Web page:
We propose a STEM Cluster Model to accommodate the transition of students from Kenilworth Elementary through Ron Brown Middle School and eventually to Woodson Senior High School along a continuum of advancing applicable skills in Science, Technology, Engineering and Math. The Pre School STEM model would stress science, math and reading readiness skills for pre-k 3 and 4 year olds that would utilize the significant outdoor classroom resources available at Kenilworth Park and at the Kenilworth Aquatic Gardens. The Elementary STEM model from kindergarten through the 5th grade level would stress math and science integration as the foundational skills which would be taught through a team specialist approach with Oral and Written Communication (Language Arts) and Social Studies as the other core subjects. The Middle School STEM model will build upon the foundational strengths acquired on the elementary level by introducing intermediate level engineering and advanced technology courses as core subjects. Since the use and application of technological tools will have been introduced as early as the pre-k level, students at the middle school level can be expected to focus on projects that encourage inventive thinking, ingenuity and real life applications. The High School STEM model will develop and utilize working partnerships with: 1. Academic leaders from local and national colleges and universities to foster and develop a premiere STEM pre baccalaureate program that prepares students to major in these subjects on the post- secondary level and receiving some college level courses during the 11th and 12th grade. 2. Academic and the local community colleges to prepare students for associate degrees in the STEM fields by providing them with opportunities to begin earning college credits as early as the 11th grade. 3. Business leaders to prepare high school students for entry level technical, vocational, management training and service careers in industry immediately upon graduation. 4. Federal, state and local government to provide scholarship and other funding for postsecondary education.

SPORTS We propose an OLYMPIAN Cluster Model that accommodates the transition of students from Davis Elementary through Kelly Miller and eventually to Spingarn along a continuum of

advancing skills in sports competition and related sports fields to include medical and occupational therapy, law and management in the sports industry. The objective will be to address neighborhood “beefs” through the encouragement and support of healthy intramural competition and Olympic level character building. Programs in health and physical fitness will address and teach the importance of a healthy and drug free life style as a prerequisite for sports competition.

ARTS We propose an Arts Cluster Model that will accommodate the transition of students from Smothers through Sousa eventually to a high school to be identified along a continuum of developing skills in visual, performing and technical arts. The building that currently houses Malcolm X Elementary would be a good fit for a Performing Arts Schools because of the open space configuration. Both the Arts and Sports Cluster will follow a similar academic focus as the one described in the STEM model with modifications to suit the specialty. However, a level of consistency and standardization will continue to exist in the core subjects of math, science, social studies and language arts that will allow students to transfer from one specialty cluster to another if their interests or academic goals should change at any point in the k-12 progression.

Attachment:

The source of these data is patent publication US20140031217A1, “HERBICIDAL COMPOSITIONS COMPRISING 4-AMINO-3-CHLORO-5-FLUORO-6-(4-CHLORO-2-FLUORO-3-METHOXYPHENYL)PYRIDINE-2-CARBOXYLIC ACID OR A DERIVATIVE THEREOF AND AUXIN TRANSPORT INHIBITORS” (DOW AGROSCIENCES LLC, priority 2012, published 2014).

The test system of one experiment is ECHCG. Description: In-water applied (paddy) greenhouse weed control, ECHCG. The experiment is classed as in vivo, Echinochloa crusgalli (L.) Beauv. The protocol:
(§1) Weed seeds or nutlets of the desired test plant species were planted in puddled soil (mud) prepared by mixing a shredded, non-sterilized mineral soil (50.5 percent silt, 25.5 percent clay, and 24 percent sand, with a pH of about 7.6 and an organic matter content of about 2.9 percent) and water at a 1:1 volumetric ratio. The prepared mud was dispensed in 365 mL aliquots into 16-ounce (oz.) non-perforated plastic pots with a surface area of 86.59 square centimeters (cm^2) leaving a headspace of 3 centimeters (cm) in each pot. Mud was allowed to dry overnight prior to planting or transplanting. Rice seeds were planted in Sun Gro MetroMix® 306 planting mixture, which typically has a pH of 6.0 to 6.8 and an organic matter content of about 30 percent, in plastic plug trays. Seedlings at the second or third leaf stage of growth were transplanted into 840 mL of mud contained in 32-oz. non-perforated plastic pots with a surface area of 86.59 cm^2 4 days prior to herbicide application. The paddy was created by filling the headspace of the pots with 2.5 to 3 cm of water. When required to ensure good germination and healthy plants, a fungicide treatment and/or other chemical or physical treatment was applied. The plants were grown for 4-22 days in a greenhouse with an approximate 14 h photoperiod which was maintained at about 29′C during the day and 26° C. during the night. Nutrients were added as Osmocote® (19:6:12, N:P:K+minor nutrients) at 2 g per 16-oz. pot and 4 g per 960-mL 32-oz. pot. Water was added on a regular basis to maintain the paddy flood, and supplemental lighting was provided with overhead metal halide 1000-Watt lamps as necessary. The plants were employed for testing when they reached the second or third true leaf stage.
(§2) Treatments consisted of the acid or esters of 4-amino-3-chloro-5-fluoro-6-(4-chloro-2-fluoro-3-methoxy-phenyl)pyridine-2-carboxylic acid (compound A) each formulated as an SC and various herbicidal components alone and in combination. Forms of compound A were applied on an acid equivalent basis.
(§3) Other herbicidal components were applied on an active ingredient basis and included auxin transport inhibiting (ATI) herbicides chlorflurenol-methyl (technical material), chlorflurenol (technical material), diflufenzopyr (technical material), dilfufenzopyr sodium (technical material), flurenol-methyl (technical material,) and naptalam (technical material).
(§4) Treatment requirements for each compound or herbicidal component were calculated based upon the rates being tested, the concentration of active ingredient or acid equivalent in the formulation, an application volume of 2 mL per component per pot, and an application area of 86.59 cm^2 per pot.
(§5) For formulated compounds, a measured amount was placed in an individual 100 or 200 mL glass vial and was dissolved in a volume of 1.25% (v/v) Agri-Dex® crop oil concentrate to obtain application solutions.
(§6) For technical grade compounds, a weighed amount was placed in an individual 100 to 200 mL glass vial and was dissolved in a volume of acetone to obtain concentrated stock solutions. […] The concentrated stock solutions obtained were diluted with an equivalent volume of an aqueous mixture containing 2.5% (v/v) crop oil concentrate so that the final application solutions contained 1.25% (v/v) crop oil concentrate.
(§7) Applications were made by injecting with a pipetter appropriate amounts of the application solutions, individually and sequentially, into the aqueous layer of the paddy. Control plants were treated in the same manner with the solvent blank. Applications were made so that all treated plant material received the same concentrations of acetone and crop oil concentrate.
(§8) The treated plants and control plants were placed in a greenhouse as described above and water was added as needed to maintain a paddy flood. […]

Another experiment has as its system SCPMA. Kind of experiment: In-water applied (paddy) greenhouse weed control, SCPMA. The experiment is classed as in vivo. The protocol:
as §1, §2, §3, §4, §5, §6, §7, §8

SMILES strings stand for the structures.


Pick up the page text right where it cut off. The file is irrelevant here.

Suggestions and Recommendations 1. Reading should be taught as a skill rather than a subject and should be reinforced through the teaching of the core subjects of science, social studies and foreign languages. In addition if reading instruction is replaced with speech and writing instruction, students will learn how to read, write and speak more effectively. 2. Elementary school teachers should loop with their students in two year cycles allowing them to transit with their students from kindergarten to 1st grade; 2nd to 3rd grades and 4th to 5th grades. The DC CAS should be given at the end of each of these two year cycles. This will allow classroom teachers to devote more instructional time to the actual teaching of the subject matter rather than preparing for a standardized test that is going to be administered in the eighth month of the school year. 3. The current testing model begins test prep as early as October and continues through April during which the students and teachers are stressed and tested beyond the limit and May and June become down time. A two year testing cycle will give teachers a longer period to get to know and address their students’ strengths and weaknesses; and the school year can be used more effectively with the first year of the loop being devoted predominantly to instruction and testing being done only for the purpose of monitoring

progress. When a teacher knows that he/she will have those same students next year there will be a much greater investment in teaching until the final day of the school year to strengthen and advance their students’ skill set. In that second year the teacher will not have to lose instructional time getting to know their students and can get to work on the first day because routines and practices will have already been established. This model will also provide a much greater level of testing accountability and data analysis for both the student and the teacher in addition to saving millions of dollars that would be spent on yearly testing. 4. Every high school should have a nursery and child development center to accommodate the needs of teenage parents and their children.

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